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What Is Science? Geneticist Sheds Light on Science’s True Nature With Occam’s Razor

A new paper highlights the significance of Occam’s Razor, arguing that its principle of simplicity is what sets science apart from pseudoscience and superstition. The study argues that a better understanding and emphasis on Occam’s Razor could improve public perception and education in science.

Occam’s Razor, a principle suggesting that the simplest explanation that aligns with the facts should be chosen when confronted with multiple hypotheses, is more than just a scientific tool. According to a distinguished molecular geneticist at the University of Surrey, Occam’s Razor is science.

In a paper published by Annals of the New York Academy of Sciences, Professor Johnjoe McFadden argues Occam’s razor – attributed to the Surrey-born, Franciscan friar, William of Occam (1285 – 1347) – is the only feature that differentiates science from superstition, pseudoscience or fake news.

Professor McFadden said: “What is science? The rise of issues such as vaccine hesitancy, climate skepticism, alternative medicine, and mysticism reveals significant levels of distrust or misunderstanding of science amongst the general public. The ongoing Covid inquiry also highlights how scientific ignorance extends into the heart of government. Part of the problem is that most people, even most scientists, have no clear idea of what science is actually about.”

Factors often cited as being the essence of science, such as experimentation or mathematics, are widely used in disciplines as diverse as gardening, accounting, cooking or astrology. Alchemists performed thousands of experiments attempting to transform base metal into gold but got nowhere, whereas astrologers used mathematics to calculate horoscopes. Neither is considered science. But why?

Historical Significance and Modern Application

William of Occam insisted that science is the search for the simplest solutions. Occam’s razor was adopted by Copernicus, Kepler, Galileo, and Newton to, for example, argue that Earth orbits the sun, not the other way around, because it is simpler. They used the razor to clear a path through mysticism, superstition, and religion to found modern science. The razor continues to be invaluable, helping to predict, for example, the Higgs boson.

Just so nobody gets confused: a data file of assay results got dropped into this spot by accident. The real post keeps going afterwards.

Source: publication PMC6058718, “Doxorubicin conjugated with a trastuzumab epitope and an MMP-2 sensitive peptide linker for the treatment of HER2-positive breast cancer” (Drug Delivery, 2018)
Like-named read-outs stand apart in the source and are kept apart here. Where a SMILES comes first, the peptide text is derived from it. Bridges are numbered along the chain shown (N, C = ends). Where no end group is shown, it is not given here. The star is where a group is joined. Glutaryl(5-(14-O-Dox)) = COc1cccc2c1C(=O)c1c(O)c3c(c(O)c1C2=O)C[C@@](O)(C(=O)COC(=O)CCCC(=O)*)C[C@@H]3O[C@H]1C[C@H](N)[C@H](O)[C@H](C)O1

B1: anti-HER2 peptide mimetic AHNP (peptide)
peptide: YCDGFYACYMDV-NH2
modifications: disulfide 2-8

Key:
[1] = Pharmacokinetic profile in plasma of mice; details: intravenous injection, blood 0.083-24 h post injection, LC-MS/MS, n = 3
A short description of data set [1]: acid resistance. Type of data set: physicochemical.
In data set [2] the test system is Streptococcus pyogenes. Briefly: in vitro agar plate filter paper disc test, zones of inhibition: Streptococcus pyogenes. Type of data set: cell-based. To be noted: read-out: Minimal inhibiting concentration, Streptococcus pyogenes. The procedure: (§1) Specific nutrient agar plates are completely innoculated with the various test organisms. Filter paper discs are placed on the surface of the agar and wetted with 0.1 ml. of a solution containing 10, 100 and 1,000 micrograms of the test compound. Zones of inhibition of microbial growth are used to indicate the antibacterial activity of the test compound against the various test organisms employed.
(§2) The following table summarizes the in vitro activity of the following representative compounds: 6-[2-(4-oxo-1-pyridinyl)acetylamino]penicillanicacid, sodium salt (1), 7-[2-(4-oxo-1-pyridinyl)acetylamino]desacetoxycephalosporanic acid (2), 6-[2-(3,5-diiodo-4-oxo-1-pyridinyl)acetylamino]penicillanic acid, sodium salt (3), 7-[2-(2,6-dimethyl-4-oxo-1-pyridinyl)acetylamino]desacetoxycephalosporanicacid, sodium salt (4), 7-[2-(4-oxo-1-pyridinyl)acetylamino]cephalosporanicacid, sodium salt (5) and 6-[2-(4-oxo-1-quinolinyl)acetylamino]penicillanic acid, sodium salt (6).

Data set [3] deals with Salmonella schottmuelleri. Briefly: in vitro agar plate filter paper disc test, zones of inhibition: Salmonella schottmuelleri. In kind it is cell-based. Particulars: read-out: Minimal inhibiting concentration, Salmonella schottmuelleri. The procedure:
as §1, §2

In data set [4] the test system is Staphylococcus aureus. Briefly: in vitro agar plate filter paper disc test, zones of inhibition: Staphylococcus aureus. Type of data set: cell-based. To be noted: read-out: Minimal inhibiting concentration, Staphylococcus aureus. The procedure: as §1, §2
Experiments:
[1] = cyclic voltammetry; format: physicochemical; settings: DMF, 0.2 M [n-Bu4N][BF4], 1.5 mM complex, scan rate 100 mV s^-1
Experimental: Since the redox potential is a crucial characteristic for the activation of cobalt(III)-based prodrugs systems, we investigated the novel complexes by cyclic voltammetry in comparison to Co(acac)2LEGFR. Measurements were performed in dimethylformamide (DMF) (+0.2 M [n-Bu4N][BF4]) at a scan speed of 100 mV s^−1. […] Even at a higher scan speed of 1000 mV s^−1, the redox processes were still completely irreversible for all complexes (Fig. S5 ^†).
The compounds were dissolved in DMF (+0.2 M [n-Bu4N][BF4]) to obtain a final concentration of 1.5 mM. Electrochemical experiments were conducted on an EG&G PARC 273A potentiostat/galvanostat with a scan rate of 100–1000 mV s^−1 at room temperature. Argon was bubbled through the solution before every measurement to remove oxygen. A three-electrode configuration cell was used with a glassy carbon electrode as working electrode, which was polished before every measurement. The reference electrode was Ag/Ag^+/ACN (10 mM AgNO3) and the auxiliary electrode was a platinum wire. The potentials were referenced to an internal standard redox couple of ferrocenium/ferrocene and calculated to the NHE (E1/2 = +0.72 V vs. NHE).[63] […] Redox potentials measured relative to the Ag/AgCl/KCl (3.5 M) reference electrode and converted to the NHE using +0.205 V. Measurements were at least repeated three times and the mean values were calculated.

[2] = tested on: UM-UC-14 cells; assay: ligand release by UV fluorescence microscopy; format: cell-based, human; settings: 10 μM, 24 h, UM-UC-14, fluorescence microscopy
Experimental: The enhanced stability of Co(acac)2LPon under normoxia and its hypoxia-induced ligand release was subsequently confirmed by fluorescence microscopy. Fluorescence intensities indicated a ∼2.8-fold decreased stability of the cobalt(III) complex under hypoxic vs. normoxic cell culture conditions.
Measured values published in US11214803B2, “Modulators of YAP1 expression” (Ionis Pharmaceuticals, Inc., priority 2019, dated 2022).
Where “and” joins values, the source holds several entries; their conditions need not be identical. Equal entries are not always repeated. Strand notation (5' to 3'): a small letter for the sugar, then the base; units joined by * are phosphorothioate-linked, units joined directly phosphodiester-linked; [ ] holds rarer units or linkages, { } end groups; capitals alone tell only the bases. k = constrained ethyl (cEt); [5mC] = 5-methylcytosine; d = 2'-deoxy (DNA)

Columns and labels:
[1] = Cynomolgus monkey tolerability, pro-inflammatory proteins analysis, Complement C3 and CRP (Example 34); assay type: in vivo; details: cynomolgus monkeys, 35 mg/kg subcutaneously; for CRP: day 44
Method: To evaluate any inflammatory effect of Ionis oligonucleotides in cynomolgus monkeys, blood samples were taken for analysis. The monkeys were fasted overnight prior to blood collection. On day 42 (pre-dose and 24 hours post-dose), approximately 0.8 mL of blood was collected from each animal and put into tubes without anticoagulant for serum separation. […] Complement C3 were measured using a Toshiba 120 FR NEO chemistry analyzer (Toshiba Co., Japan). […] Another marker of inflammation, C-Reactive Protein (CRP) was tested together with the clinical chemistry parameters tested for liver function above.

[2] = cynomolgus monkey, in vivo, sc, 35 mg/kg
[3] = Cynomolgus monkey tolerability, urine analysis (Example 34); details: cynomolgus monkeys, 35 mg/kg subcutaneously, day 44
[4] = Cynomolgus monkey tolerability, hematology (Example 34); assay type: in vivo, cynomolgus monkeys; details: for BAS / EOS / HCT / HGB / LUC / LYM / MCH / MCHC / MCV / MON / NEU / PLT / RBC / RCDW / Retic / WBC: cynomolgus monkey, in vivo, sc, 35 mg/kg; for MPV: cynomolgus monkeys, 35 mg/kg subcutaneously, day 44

Professor McFadden continued: “Whereas practitioners of mysticism, alternative medicine, pseudoscience or fake news can invent spirits, demons conspiracies or Elvis on the moon, to make sense of their world, scientists will always adopt the simplest solution to even the most complex problems. That is the beauty of Occam’s razor.”

“While mysticism, alternative medicine, and fake news often resort to elaborate explanations like spirits or moon-landing conspiracies, scientists seek the simplest solutions to complex problems. Today’s world, riddled with pseudoscience and misinformation, partly stems from a poor grasp of science. Often taught as a jumble of obscure theories and complex equations, science can overwhelm students, driving them away. However, portraying science as a method to find simple explanations for our world’s complexities, using experimentation, mathematics, and logic, could make it accessible to all, including politicians.”

Reference: “Razor sharp: The role of Occam’s razor in science” by Johnjoe McFadden, 29 November 2023, Annals of the New York Academy of Sciences.
DOI: 10.1111/nyas.15086

Source: SciTechDaily